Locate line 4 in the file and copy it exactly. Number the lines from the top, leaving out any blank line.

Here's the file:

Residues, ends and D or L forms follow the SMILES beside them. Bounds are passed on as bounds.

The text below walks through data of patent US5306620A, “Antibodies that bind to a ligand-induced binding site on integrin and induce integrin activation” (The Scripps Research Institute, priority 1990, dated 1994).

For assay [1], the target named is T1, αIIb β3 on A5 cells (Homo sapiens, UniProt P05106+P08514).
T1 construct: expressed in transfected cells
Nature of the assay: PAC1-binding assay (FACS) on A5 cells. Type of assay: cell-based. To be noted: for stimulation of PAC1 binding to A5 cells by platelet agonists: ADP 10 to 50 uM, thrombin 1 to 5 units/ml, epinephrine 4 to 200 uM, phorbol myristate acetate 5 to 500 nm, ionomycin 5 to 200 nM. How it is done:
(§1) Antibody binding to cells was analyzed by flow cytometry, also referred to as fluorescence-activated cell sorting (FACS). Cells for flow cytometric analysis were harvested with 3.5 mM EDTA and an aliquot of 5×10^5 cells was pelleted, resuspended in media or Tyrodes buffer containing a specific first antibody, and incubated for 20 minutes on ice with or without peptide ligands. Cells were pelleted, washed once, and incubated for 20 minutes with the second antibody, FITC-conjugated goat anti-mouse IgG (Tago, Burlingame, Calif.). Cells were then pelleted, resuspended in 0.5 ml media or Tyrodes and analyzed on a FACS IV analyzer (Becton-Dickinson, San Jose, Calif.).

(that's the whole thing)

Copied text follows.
T1 construct: expressed in transfected cells